Fill a large pasta pot with water and bring it to a boil. When the tomatoes have been simmering, covered, for about 10-15 minutes, remove the cover and continue to simmer so that the tomatoes release their juices and start to lose their structure, almost dissolving into themselves. Tear or julienne the basil leaves and add them to the sauce. If you’re using marjoram or oregano, use your fingers to remove their leaves from their stalks and add them to the sauce, too. At this point, you could pass the tomatoes through the medium disk of a food mill, but it is absolutely not necessary. We like the fiber and texture provided by the skins for this dish and never puree them for this dish, but it’s totally up to you. Continue to simmer the tomatoes until the sauce has arrived at the consistency you like. Turn off the heat, but keep the sauce warm by covering it with a lid.
When the pasta water is boiling, add a generous scoop of kosher or sea salt to the water. Don’t worry about adding too much salt; the water should taste like the sea in order for the pasta to be appropriately seasoned. Throw the spaghetti into the water and stir the pot vigorously with a wooden spoon to make sure the spaghetti doesn’t stick together. This should be repeated often in the first 2-3 minutes of cooking the spaghetti. If necessary, cover the pot leaving an opening for steam until the water returns to the boil.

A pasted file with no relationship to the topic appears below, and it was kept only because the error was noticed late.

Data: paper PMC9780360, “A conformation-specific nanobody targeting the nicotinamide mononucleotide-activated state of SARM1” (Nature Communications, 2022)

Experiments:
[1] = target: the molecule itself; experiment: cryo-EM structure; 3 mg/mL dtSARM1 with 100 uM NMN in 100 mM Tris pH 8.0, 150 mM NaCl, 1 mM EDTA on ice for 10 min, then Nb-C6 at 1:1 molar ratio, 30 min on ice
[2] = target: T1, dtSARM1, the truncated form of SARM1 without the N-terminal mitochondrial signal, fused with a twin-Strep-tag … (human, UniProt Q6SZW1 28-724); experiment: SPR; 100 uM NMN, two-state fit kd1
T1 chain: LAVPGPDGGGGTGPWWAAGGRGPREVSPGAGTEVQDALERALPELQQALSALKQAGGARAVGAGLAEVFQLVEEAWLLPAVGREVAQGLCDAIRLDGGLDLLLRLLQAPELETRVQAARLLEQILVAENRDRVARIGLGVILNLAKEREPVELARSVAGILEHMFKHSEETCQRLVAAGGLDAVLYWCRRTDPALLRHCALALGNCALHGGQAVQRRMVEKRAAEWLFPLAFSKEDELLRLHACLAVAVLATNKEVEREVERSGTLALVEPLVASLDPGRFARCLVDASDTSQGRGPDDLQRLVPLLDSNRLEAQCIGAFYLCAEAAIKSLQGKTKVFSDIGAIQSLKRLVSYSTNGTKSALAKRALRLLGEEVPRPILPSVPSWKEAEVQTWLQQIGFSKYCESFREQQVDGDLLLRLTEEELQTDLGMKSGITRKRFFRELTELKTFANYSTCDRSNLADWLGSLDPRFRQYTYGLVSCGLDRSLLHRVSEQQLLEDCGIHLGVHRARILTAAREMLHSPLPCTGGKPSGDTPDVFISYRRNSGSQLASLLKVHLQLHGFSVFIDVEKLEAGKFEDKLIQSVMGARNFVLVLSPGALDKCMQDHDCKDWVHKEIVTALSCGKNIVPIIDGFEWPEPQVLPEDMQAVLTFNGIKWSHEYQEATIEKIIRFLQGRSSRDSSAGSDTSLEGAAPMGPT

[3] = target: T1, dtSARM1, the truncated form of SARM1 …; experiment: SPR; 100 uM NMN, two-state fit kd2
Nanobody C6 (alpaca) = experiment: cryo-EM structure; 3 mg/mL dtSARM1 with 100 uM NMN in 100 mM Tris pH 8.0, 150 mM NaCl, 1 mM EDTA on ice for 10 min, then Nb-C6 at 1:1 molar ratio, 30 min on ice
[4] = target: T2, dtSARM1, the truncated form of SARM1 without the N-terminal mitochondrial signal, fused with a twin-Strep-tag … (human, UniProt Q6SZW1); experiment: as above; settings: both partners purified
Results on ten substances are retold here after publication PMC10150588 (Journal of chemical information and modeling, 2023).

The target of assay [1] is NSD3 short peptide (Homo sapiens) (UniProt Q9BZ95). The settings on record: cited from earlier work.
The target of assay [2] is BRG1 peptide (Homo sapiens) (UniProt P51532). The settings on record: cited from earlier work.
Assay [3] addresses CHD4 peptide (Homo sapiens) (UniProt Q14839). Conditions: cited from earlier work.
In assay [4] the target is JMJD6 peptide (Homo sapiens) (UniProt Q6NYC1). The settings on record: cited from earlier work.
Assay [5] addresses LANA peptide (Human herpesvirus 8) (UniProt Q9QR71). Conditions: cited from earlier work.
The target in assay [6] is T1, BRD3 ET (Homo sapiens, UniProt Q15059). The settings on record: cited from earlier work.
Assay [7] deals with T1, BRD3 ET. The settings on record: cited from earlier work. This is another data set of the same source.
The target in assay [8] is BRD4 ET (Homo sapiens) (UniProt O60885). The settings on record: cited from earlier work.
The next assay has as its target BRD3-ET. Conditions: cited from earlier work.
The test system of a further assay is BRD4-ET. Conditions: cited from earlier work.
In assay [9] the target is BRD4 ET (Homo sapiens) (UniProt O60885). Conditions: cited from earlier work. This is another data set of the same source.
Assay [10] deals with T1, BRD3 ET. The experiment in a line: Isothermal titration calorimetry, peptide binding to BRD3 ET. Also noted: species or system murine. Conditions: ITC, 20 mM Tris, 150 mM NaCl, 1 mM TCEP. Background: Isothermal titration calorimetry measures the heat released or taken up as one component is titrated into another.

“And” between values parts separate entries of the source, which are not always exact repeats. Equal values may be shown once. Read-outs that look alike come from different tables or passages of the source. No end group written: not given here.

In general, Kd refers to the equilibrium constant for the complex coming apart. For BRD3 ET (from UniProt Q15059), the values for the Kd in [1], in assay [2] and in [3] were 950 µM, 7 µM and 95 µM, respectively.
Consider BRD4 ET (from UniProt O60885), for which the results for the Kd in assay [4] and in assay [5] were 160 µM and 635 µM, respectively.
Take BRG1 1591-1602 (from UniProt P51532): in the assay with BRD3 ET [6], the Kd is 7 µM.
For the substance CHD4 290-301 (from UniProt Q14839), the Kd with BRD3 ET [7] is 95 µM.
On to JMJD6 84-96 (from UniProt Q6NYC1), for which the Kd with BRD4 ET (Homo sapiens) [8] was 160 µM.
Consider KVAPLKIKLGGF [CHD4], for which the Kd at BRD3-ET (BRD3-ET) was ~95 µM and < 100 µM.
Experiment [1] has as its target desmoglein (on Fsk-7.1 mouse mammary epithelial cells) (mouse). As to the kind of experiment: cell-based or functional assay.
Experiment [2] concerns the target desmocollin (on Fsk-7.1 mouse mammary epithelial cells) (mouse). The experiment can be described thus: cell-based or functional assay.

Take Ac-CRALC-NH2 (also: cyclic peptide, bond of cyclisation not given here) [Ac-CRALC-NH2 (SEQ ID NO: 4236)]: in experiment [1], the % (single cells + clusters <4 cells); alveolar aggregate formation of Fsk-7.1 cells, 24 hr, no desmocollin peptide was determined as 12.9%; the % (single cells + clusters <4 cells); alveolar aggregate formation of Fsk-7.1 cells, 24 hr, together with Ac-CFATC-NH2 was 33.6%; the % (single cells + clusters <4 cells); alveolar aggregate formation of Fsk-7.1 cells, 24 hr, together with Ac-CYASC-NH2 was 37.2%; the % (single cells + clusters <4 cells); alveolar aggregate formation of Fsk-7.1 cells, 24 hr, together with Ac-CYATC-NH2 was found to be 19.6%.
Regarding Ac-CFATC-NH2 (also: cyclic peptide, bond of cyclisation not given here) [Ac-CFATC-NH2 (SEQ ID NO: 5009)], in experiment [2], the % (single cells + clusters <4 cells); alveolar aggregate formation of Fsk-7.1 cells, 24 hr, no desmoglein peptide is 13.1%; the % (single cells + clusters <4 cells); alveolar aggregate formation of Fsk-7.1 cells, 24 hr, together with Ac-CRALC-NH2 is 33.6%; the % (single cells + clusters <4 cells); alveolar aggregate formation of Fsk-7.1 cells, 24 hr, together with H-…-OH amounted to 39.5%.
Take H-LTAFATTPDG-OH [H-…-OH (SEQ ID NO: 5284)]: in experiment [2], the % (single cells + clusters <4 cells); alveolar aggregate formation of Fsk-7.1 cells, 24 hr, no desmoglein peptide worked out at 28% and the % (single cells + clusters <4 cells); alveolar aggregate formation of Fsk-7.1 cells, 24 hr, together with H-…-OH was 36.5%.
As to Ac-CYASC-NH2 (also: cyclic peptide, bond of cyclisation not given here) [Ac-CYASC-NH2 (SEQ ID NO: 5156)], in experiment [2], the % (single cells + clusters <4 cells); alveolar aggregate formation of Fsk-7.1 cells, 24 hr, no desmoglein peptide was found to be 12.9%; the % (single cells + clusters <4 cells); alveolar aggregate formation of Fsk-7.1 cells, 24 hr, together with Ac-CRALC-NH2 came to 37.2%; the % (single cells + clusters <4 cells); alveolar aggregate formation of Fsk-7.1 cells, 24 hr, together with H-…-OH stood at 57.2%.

Start tasting the spaghetti after 5 minutes (longer for whole wheat pasta). The pasta will continue to cook while you drain it and add it to the sauce, so keep this in mind and be prepared to drain the pasta sooner than you think. A perfectly cooked spaghetto should offer a little resistant when you bite it, but it should be pliable, too. Before you drain the spaghetti, use a cup to remove some of the pasta water to use in the sauce later.
Drain the pasta into a colander, give the colander a shake and transfer the spaghetti immediately to the sauté pan where the sauce is waiting. Add the roasted eggplant cubes to the spaghetti and tomato sauce in the sauté pan. Using tongs or a spaghetti spider, gently incorporates the sauce, eggplant and the spaghetti. If the sauce seems even a little dry, add some of the reserved, starchy pasta water, which serves to amalgamate the pasta beautifully, creating a creamy sauce that clings to the pasta.
Serve your spaghetti immediately in warmed pasta bowls, grating a thin veil of cacioricotta, parmigiano or ricotta salata over the top using a microplane or another cheese grater with fine openings.
Makes 6 first course or 4 main course servings.